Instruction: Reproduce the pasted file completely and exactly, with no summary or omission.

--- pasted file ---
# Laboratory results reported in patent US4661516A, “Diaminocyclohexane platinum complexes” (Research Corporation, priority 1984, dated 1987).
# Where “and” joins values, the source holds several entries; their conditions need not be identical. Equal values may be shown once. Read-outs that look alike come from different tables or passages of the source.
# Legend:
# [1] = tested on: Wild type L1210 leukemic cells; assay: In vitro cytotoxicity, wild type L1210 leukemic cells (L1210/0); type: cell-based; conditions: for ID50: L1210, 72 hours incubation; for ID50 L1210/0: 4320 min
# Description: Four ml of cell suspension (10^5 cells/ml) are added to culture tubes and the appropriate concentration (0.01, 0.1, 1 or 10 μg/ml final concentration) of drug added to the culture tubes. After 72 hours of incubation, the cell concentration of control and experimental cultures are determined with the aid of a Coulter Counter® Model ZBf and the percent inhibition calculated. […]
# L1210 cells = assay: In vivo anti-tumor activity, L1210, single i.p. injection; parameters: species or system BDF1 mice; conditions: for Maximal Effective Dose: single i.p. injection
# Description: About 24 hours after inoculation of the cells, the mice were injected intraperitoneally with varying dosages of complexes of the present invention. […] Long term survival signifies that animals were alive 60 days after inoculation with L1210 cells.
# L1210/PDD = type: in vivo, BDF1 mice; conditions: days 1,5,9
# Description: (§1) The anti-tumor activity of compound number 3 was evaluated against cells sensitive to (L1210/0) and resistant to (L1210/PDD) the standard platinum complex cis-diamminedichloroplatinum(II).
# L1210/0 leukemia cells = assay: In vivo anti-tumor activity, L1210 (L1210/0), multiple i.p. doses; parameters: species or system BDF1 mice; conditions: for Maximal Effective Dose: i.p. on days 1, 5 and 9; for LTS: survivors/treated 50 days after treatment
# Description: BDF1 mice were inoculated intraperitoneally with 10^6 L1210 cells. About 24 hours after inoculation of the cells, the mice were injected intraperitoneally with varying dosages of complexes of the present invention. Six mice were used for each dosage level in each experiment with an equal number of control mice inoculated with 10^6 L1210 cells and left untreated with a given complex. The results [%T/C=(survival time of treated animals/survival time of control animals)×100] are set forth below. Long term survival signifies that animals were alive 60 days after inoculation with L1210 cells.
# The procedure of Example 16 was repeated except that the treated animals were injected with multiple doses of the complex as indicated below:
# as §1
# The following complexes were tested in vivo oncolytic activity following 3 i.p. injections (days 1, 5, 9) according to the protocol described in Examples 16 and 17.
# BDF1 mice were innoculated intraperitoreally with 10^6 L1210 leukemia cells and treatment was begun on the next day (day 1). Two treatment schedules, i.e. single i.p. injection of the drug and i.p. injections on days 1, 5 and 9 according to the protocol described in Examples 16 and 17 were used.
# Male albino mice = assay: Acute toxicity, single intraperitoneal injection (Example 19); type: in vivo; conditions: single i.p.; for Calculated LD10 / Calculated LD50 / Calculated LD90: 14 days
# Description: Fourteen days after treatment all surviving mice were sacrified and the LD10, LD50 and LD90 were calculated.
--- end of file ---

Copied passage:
# Laboratory results reported in patent US4661516A, “Diaminocyclohexane platinum complexes” (Research Corporation, priority 1984, dated 1987).
# Where “and” joins values, the source holds several entries; their conditions need not be identical. Equal values may be shown once. Read-outs that look alike come from different tables or passages of the source.
# Legend:
# [1] = tested on: Wild type L1210 leukemic cells; assay: In vitro cytotoxicity, wild type L1210 leukemic cells (L1210/0); type: cell-based; conditions: for ID50: L1210, 72 hours incubation; for ID50 L1210/0: 4320 min
# Description: Four ml of cell suspension (10^5 cells/ml) are added to culture tubes and the appropriate concentration (0.01, 0.1, 1 or 10 μg/ml final concentration) of drug added to the culture tubes. After 72 hours of incubation, the cell concentration of control and experimental cultures are determined with the aid of a Coulter Counter® Model ZBf and the percent inhibition calculated. […]
# L1210 cells = assay: In vivo anti-tumor activity, L1210, single i.p. injection; parameters: species or system BDF1 mice; conditions: for Maximal Effective Dose: single i.p. injection
# Description: About 24 hours after inoculation of the cells, the mice were injected intraperitoneally with varying dosages of complexes of the present invention. […] Long term survival signifies that animals were alive 60 days after inoculation with L1210 cells.
# L1210/PDD = type: in vivo, BDF1 mice; conditions: days 1,5,9
# Description: (§1) The anti-tumor activity of compound number 3 was evaluated against cells sensitive to (L1210/0) and resistant to (L1210/PDD) the standard platinum complex cis-diamminedichloroplatinum(II).
# L1210/0 leukemia cells = assay: In vivo anti-tumor activity, L1210 (L1210/0), multiple i.p. doses; parameters: species or system BDF1 mice; conditions: for Maximal Effective Dose: i.p. on days 1, 5 and 9; for LTS: survivors/treated 50 days after treatment
# Description: BDF1 mice were inoculated intraperitoneally with 10^6 L1210 cells. About 24 hours after inoculation of the cells, the mice were injected intraperitoneally with varying dosages of complexes of the present invention. Six mice were used for each dosage level in each experiment with an equal number of control mice inoculated with 10^6 L1210 cells and left untreated with a given complex. The results [%T/C=(survival time of treated animals/survival time of control animals)×100] are set forth below. Long term survival signifies that animals were alive 60 days after inoculation with L1210 cells.
# The procedure of Example 16 was repeated except that the treated animals were injected with multiple doses of the complex as indicated below:
# as §1
# The following complexes were tested in vivo oncolytic activity following 3 i.p. injections (days 1, 5, 9) according to the protocol described in Examples 16 and 17.
# BDF1 mice were innoculated intraperitoreally with 10^6 L1210 leukemia cells and treatment was begun on the next day (day 1). Two treatment schedules, i.e. single i.p. injection of the drug and i.p. injections on days 1, 5 and 9 according to the protocol described in Examples 16 and 17 were used.
# Male albino mice = assay: Acute toxicity, single intraperitoneal injection (Example 19); type: in vivo; conditions: single i.p.; for Calculated LD10 / Calculated LD50 / Calculated LD90: 14 days
# Description: Fourteen days after treatment all surviving mice were sacrified and the LD10, LD50 and LD90 were calculated.